But the year ended up being a mixed bag, too. While thereâ€™s not enough space in one article to list all the yearâ€™s noteworthy LGBTQI news, hereâ€™s a roundup of some of the yearâ€™s biggest stories via NBC OUT:
HISTORIC POLITICAL WINS
From Virginiaâ€™s House of Delegates to Seattleâ€™s Office of the Mayor, LGBTQ Americans scored historic victories across the U.S. this year.
The yearâ€™s most notable win is perhaps that of Virginiaâ€™s Danica Roem, whose victory over 11-term anti-LGBT Republican incumbent Bob Marshall will make her the first openly transgender person to be seated in a U.S. state legislature when she takes office in January.
From the bathroom to the battlefield, 2017 has seen a series of attempts to roll back the rights of transgender people.
In February, just one month after President Trump took office, his administration formally rescinded Obama-era guidance that helped protect the right of transgender students in public schools to use bathrooms and other facilities that correspond with their gender identity.
In a series of unexpected early morning tweets in July, President Trump attempted to reverse U.S. policy by announcing the military would â€œnot accept or allowâ€ transgender people to serve â€œin any capacity.â€ The tweets left the nation in shock and thousands of currently serving transgender people in the dark. The social media posts also set off months of lawsuits and court cases, but after four federal judges blocked Trumpâ€™s attempted ban, trans people should be able to enlist in the military starting Jan. 1.
In October, the Department of Justice, led by Trump appointee Jeff Sessions, released a memo asserting that federal civil rights law does not protect transgender people from discrimination at work. The memo refers specifically to Title VII of the 1964 Civil Rights Act, which prohibits employment discrimination on the basis of sex. The memo directly contradicts a 2014 memo issued by former Attorney General Eric Holder, which made explicit the DOJ’s position that Title VII does protect trans employees.
The number of hate crimes committed in the U.S. rose 5 percent in 2016, compared to the year before, according to data gathered from local law enforcement agencies by the FBI. The data, which was released in November, found an increase in hate crimes against the LGBTQÂ community in 2016 compared to the previous year. Of the 7,615 known hate crime victims, 1,255 of them were targeted due to sexual-orientation bias, accounting for nearly one in sixÂ hate crime victims. The number of victims targeted due anti-transgender bias also increased â€” from 76 in 2015 to 111 in 2016.
2017 however matched the previous year, especially in the murders of trans persons, more often trans women of color. Twenty-seven homicides of transgender Americans have been reported in 2017, matching the total for 2016, which was the deadliest year on record for trans Americans.Â The numbers in fact may be higher according to the U.S. Justice Department, which notes that the differences in reporting and methodology by American law enforcement agencies can affect the actual number.Â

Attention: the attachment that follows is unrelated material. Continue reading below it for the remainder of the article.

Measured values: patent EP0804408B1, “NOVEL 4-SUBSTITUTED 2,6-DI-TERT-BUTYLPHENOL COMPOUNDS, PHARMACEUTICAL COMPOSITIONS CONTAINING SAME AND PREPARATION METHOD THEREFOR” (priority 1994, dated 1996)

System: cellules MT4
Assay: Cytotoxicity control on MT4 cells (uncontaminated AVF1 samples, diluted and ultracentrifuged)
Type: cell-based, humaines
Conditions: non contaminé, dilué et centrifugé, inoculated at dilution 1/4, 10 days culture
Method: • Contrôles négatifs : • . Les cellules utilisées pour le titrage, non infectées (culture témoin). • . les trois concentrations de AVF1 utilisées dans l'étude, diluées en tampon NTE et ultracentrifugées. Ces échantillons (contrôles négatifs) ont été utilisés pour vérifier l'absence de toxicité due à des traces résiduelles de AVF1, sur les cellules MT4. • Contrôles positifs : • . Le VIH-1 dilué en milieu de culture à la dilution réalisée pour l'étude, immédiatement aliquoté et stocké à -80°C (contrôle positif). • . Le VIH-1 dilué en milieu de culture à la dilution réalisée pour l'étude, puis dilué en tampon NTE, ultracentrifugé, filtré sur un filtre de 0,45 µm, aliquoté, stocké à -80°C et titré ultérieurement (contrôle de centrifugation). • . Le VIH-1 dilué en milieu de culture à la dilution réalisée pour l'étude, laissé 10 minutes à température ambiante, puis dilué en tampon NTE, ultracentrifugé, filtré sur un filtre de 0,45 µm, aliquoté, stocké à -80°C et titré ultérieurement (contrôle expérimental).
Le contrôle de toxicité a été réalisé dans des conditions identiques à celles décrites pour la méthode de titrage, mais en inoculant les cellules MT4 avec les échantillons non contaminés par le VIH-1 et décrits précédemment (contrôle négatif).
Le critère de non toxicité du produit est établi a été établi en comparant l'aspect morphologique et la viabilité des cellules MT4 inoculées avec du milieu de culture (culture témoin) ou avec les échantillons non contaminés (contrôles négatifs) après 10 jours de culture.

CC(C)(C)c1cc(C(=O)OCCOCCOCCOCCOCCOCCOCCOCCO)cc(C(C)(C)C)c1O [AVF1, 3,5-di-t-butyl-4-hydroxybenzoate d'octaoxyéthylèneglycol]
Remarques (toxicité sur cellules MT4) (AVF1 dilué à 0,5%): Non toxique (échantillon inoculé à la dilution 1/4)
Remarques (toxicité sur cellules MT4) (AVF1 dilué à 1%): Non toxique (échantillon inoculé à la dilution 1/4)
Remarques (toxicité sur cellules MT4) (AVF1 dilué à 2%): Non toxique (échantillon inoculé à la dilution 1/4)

President Donald Trump has made considerable progress in reshaping the federal courts. After inheriting 120 federal judicial vacancies, Trump has made 59 appointments to fill the seats, and the Senate has so far approved 18 of them.
LGBTQ advocates have raised concerns over his appointees. Lambda Legal, an LGBTQ civil rights group, said roughly one third of Trumpâ€™s judicial picks have anti-LGBTQ records.
â€œThis burden will be hitting the people who need the protection of the courts the most,â€ Sharon McGowan, director of strategy at Lambda Legal told NBC News. â€œAs unpopular as this president is, he has the opportunity to install over 100 federal judges who will serve the rest of their lives.â€
There is, of course, more.
Another impacted group has been the immigrant community, with the greatest negative affects on the Dreamers.
â€˜Dreamersâ€™ have grown up in this country and consider themselves to be American, but lack the documents to fully participate in society, which â€“Â in some cases â€“Â means that they are unable to pursue college or university or enlist into the U.S. Armed Services. In many other cases it means they labor at jobs under the table or on a daily cash basis. After numerous attempts to pass the legislation even with nearly 70% of Americans in support, in 2012 then U.S. President Barack Obama announced a temporary program that allowed Dreamers to come forward, pass a criminal background check, payÂ hundreds of dollars, and apply for work permits. The program is called Deferred Action for Childhood Arrivals, or DACA for short.
In September of last year, an Executive Action by President Trump effectually squashed those hopes. Now, nearly two months after Trump officially rescinded the program and essentially dumped the burden of passing DACA legislation in the laps of the Republican majority-led Congress, there appears to be little in the way of substantive action regarding the decidedly needed legislation.Â
Congress recessed for the holidays and after passing a massive tax bill cutting taxes especially for the rich, but took no action on DACA.